Summer school: memorize these dates

2008’s hottest new records for it’s hottest season.

Jay Boller

With a new season upon us, thoughts will inevitably shy away from school and focus in on greener and less mind-enriching pastures. While those pastures may materialize in the form of jobs, booze, beach frolicking or any number of sultry hookups, one thing is for sure: they’ll need a banging soundtrack.

Whether you’re in the market for introspective Omaha emo poster boys or politically charged Latino Harlem hip-hoppers, summer ’08 has enough new records to satisfy the ranks. If the agonizing heat or even more agonizing presidential campaign coverage doesn’t do you in before autumn, the following album releases should serve as red letter days for any self-respecting music fan.

June 17 – Silver Jews “Lookout Mountain, Lookout Sea”

Published poet/recorded singer David Berman and his glistening Hebrews have been making their mark with dense but accessible country-rock albums for more than 15 years. This summer, the band finds themselves not only engaging in something they’ve sparsely done in the past – touring – but also releasing a new record that’s sure to channel the same Johnny Cash meets Wilco vibe they’ve been cultivating for nearly two decades. But, according to Berman, the new batch of songs are “really different” from previous efforts “in that the songs have more epic settings. They are faux-heroic. Or rather foe-heroic.” How literarily hilarious. But with a solid track record, don’t expect this Jews offering to disappoint.

June 24 – Immortal Technique “The 3rd World”

In the five yeas since his last LP, “Revolutionary, Vol. 2,” rapper Immortal Technique has thoroughly carved out his niche as one of underground rap’s fiercest emcees. Although Technique’s frequent use of the word “faggot” and misogynistic tendencies hint that he might not be as progressive as most self-proclaimed “revolutionaries,” his wordplay and political knowledge are unparalleled. Regardless, his new disc “The 3rd World” is being released on his own Viper Records with D.J. Green Lantern taking the helm for most of the production duties. In his own words: “It is an album/mixtape of all original tracks. Political but something very brutal and street-orientated.” The world should expect nothing less from Harlem’s best Afro-Peruvian emcee/political activist.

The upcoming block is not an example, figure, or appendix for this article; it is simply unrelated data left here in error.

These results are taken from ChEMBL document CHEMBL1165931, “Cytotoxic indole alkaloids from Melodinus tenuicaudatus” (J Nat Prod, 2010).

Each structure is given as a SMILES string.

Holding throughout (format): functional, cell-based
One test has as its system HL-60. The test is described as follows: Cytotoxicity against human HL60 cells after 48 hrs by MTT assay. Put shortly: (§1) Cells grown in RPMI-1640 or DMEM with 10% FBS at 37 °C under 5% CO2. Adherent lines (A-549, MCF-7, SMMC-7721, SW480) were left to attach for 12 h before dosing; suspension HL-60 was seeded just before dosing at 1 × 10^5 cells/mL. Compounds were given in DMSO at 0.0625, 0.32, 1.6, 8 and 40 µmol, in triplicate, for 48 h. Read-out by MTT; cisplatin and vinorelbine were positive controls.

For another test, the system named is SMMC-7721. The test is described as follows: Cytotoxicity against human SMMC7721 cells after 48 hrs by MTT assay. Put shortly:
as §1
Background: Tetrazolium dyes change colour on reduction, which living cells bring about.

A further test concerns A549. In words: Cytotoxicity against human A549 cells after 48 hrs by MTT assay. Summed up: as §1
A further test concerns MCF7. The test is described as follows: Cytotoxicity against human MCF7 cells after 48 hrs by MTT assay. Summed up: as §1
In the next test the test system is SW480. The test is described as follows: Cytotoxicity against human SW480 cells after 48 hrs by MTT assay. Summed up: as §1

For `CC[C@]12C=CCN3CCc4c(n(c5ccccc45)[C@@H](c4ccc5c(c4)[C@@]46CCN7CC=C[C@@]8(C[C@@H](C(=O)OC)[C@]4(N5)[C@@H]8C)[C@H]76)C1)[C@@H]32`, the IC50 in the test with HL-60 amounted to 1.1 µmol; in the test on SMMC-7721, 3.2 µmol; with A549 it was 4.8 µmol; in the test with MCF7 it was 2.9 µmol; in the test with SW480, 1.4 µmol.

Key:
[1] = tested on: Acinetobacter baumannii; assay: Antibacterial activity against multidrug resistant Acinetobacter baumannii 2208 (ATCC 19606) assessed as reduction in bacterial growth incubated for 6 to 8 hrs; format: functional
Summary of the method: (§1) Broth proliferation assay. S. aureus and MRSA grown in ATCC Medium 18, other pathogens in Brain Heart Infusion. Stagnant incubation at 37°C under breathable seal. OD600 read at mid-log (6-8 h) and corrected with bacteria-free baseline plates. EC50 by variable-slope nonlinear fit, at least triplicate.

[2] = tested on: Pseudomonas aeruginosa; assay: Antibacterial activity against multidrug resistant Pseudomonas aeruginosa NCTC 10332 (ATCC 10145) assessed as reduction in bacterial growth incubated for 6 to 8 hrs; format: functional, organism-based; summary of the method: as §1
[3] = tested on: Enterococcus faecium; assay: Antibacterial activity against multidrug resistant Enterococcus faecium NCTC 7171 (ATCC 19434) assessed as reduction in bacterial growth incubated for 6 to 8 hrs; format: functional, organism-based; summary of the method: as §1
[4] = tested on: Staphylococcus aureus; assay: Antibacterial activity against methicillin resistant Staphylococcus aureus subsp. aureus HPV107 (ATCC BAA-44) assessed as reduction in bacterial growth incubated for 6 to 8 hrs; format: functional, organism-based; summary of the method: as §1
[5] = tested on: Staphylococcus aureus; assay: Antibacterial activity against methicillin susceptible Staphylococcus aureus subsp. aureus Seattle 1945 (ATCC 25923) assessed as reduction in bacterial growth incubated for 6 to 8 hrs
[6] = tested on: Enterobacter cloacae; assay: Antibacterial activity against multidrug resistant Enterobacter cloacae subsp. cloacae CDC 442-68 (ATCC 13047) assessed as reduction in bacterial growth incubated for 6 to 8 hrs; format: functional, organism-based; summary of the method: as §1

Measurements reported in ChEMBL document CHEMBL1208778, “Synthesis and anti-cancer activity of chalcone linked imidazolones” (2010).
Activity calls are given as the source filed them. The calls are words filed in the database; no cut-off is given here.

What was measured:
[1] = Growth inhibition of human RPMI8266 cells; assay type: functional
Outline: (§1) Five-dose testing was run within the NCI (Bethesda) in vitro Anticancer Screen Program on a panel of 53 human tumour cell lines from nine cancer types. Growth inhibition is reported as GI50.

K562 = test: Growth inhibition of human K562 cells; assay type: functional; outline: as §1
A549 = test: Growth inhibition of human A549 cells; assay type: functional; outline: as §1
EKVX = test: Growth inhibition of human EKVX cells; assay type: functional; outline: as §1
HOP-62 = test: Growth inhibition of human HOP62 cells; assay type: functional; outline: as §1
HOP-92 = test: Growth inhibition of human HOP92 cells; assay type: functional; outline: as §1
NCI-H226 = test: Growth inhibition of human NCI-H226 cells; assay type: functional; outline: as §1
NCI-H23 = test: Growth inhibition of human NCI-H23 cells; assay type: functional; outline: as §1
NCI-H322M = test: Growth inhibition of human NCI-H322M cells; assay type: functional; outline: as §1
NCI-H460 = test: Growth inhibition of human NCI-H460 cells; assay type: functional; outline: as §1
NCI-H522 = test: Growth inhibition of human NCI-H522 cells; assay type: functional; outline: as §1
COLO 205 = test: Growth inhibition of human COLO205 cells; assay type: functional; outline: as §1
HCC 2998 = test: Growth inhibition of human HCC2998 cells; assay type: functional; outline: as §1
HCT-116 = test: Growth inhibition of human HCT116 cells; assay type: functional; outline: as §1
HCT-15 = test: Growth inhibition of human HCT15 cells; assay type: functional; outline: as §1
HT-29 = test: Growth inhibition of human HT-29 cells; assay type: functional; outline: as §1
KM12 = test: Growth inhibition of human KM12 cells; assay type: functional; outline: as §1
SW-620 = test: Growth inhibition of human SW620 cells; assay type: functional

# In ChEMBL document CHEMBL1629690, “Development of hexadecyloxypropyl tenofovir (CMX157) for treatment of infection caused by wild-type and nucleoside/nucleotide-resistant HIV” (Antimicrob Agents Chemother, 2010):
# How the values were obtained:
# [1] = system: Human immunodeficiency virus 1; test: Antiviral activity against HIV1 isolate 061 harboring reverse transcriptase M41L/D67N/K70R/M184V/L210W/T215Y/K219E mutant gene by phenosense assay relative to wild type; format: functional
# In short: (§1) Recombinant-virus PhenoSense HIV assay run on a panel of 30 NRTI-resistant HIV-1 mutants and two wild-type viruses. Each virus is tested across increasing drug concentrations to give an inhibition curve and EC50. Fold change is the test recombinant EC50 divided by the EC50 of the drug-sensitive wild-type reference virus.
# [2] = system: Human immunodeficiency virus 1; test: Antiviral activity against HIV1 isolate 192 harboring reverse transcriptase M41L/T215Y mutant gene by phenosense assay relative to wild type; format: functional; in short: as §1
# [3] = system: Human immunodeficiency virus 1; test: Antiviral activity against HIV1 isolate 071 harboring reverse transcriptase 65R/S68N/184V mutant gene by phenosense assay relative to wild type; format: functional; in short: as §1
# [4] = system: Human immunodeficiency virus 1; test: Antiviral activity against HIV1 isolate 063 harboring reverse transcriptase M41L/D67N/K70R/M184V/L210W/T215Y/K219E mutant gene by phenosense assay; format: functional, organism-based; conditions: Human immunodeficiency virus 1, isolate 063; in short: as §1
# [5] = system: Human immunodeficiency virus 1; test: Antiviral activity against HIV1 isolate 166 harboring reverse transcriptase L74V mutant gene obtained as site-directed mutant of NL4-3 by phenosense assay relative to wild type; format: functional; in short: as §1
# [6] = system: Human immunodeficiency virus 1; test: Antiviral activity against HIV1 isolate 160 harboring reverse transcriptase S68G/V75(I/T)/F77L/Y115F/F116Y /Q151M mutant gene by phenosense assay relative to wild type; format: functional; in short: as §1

July 1 – Alkaline Trio “Agony and Irony”

These Chicago punk stalwarts have never shied too far from the dark, booze-centric and high energy music they’ve been perfecting for over a decade. The leaked copy of “Agony and Irony,” their major-label debut, inspired reviews contending that their standard formula is utilized again to a tee. Although production values have been soaring ever since their 2003 LP “Good Mourning,” the band still tours hard, has a tenaciously loyal fan base (they organize themselves in what’s called “The Blood Pact”) and delivers impassioned pop-punk with more substance than 95 percent of other bands within in the genre.

July 15 – The Hold Steady “Stay Positive”

Our very own bar rock heroes issue their hotly anticipated follow-up the ultra-successful 2006 album “Boys and Girls in America.” Possibly in order to sidestep the inevitable Internet leak of the new disc, The Hold Steady are already streaming the entire album from their MySpace page. After first listen, it’s clearly a traditional Hold Steady record – but hey – there’s nothing wrong with that. The new songs do have an increase in keys, some choir refrains and other experimental dollops, but it’s still Craig Finn’s poetry – both sung and spoken – and the band’s searing riffs that make up the meat of the record. As ardent Twins fans and habitual Minneapolis name droppers, The Hold Steady do plenty to represent our town; the least we can do is buy their new album.

July 22 – The Black Kids “Partie Traumatic”

It’s hard to not think of Vampire Weekend when The Black Kids come to mind. Both have absurd amounts of blog-hype. Both have ringing endorsements from the indie rock kingmaker Pitchfork Media. And both possess distinct names. Only time will tell if “Partie Traumatic,” The Black Kids first LP and major-label debut, will generate the typhoon of success Vampire Weekend enjoyed earlier this year. But given the promise shown on their demo/EP “Wizard of Ahhhs,” these Jacksonville indie poppers are poised to deliver on “the next big thing” – title already bestowed upon them. If you want to catch them live before their inevitable popularity explosion, they’re touring – or, as the industry says, “gigging” – almost every day for the rest of the summer.

August 5 – Conor Oberst “Conor Oberst”

It’s common knowledge that Bright Eyes is essentially the Conor Oberst Show, but the Nebraskan heartthrob is going solo anyway. Minneapolis had the exclusive privilege of experiencing 13 of the new Oberst tracks sans his Bright Eyes players last spring at The 400 Bar. Word has it the new songs hearken the more emotionally volatile Oberst of old while remaining true to the country-folk sound he’s delved into in recent years. The record, which is being released not on his Omaha mainstay Saddle Creek, but rather on Merge, was recorded in Mexico City with the help of guitarist Taylor Hollingsworth and bassist Macey Taylor (kin of Conor’s boo Maria). If Oberst does one thing better than being gorgeous, it’s crafting exceptional songs. So expect something great.